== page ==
This has happened to us three times in the past year (see Box 1), and it has allowed us to hone a process to deal with this eventuality, which we’d like to share. All three cases had their idiosyncrasies, but the outcome in each instance was the same. Rather than publish the paper in isolation or reject it, we reached an agreement with the Academic Editor and the authors regarding mutually satisfactory terms of publication: namely, co-publication with a linked Primer written by the Academic Editor, in which she or he provides context to the study, discusses any perceived or real limitations (perhaps paraphrasing the reviewers’ concerns), explains the rationale behind the decision to publish, and outlines further work that is needed to resolve any remaining questions. In each case the “unit of publication” was the research article plus the Primer, the former bearing a special Editor’s Note advising readers that the two should be read in conjunction (Fig 1). In short, we were able to publish these intriguing and thought-provoking studies while contextualising the background behind the decision to publish—the only piece missing for these papers were the peer reviews, and of course going forwards, if the authors agree, these too will be available.
And in the future?
In the three cases that we describe here, the need for contextualisation became gradually apparent during the process. We’ve now formalised how we might identify such cases in the future and devised a recommended workflow, to try to ensure that this occurs in a more structured way. By doing this, we hope to be able to publish more provocative science in a more contextualised environment, giving readers a more nuanced understanding of the research as well as its limitations and promise. The initiative seems to have largely been well received by readers, reviewers and authors. And once reviews are made openly available, readers will be privy to the underlying concerns that drove our decisions and this particular mode of publication.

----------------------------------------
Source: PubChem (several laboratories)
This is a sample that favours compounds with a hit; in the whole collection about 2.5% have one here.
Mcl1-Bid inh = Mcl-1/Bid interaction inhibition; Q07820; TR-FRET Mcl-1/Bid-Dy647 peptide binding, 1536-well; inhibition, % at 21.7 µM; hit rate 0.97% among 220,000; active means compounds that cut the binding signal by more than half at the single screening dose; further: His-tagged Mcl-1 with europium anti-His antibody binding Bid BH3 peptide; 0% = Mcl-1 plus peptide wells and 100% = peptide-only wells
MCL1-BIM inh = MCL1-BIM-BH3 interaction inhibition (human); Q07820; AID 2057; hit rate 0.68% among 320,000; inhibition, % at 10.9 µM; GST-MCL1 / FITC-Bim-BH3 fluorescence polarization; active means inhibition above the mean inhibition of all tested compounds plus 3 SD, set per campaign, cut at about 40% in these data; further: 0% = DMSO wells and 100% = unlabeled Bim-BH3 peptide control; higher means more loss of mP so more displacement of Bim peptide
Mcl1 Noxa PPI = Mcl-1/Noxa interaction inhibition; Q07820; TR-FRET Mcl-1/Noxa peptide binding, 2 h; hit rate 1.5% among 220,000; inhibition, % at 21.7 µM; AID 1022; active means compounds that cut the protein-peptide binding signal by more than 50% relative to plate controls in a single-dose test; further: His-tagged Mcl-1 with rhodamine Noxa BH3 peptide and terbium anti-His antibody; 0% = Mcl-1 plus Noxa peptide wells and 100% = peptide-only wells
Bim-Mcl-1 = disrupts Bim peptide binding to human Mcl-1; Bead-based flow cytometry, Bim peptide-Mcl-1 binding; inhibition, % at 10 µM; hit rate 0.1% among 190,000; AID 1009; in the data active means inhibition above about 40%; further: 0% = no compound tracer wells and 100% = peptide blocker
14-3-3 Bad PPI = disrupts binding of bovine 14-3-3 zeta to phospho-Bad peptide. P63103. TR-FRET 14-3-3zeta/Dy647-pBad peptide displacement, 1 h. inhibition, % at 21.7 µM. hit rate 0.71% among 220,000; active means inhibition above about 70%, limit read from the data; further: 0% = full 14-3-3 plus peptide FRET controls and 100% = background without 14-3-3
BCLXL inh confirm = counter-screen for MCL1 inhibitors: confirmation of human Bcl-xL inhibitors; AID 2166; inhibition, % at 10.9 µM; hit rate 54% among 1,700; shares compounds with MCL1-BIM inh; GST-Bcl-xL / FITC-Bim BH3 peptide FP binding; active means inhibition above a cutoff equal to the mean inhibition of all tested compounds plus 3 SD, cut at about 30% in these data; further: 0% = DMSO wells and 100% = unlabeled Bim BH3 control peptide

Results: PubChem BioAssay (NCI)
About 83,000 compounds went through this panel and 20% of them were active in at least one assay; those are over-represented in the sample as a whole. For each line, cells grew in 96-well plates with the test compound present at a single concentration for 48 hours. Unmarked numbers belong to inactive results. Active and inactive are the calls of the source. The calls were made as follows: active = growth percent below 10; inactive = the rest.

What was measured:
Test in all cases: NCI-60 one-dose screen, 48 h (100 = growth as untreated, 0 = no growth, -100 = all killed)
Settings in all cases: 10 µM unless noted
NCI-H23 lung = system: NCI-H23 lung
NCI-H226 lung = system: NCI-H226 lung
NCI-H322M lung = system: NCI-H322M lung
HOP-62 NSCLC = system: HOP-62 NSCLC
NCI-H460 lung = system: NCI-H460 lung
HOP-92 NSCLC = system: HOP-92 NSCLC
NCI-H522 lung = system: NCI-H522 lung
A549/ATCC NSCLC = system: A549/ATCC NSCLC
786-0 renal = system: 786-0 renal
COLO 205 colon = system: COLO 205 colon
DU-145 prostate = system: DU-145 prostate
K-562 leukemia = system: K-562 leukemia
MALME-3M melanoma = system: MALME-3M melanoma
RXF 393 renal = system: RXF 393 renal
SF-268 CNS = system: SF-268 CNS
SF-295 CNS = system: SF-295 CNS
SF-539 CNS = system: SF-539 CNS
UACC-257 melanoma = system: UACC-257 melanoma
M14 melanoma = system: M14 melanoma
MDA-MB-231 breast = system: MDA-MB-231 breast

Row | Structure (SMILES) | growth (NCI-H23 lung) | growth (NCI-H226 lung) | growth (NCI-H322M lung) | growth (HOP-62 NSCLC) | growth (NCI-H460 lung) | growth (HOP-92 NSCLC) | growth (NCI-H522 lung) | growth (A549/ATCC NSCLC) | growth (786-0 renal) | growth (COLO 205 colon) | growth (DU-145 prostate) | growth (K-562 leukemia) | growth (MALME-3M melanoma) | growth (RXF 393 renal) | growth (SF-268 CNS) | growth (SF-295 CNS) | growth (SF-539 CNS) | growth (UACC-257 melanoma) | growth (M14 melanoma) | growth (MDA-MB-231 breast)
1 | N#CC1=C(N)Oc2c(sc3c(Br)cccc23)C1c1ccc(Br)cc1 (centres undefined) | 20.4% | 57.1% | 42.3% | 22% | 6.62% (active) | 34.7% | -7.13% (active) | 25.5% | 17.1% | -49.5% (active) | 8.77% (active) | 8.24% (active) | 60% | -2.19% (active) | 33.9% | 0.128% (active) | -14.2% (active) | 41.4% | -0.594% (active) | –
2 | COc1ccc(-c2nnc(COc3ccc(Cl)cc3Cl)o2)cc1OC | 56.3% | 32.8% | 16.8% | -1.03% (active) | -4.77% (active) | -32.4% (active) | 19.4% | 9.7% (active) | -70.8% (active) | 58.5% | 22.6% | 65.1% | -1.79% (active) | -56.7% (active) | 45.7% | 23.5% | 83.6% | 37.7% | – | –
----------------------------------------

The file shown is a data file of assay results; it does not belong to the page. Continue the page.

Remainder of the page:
Box 1. Examples of contextualised publication
Below are three instances in which a research paper has been published on the condition of co-publication with a Primer specially commissioned to contextualise the work, to explain the decision to publish, and to caveat some of the conclusions.
A. Hot Mitochondria
What the paper said:
Results obtained from a mitochondrion-targeted temperature-sensitive fluorescent probe suggest that the internal mitochondrial temperature is substantially higher (by 10°C) than the surrounding intracellular space . Mitochondrial enzymes seem to be optimised to this higher temperature.
What the Primer said:
Nick Lane: While these conclusions are surprising, readers should bear in mind that other factors than temperature might be affecting the probe, and that the implied temperature gradient across the mitochondrial membrane is hard to explain. That said, mitochondria do produce substantial amounts of heat, and the study raises interesting questions about the meaning of “temperature” in tiny volumes and non-equilibrium turbulent conditions .
B. Electromagnetic field effect on cells
What the paper said:
Studies using fruit flies and cultured mammalian cells suggest that low-intensity electromagnetic fields can influence biological systems by triggering the production of reactive oxygen species (ROS) via a mechanism that is dependent on cryptochromes, proteins implicated in magnetoreception .
What the Primer said:
Lukas Landler and David Keays: Previous studies in this field have been justifiably viewed with scepticism, and the topic lies at the heart of a controversy about alleged adverse health effects of power lines. The current paper represents a substantial improvement, but the implementation of zero magnetic field controls remains problematical, and the role of cryptochromes may be indirect .
C. Fish in a mirror
What the paper said:
Experiments using cleaner wrasse suggest that they are able to identify their reflection in a mirror as themselves, and will attempt to remove marks only visible in the mirror by scraping their bodies on stones. This suggests that these fish exhibit a level of self-awareness that has only been demonstrated in a handful of species .
What the Primer said:
Frans de Waal: These findings are intriguing, but there remains a question about the control invisible mark, which may have a tactile component, and about what this so-called “mark test” really tells us about animals’ sense of self. The study supports the case for a more gradualist approach to animal self-consciousness .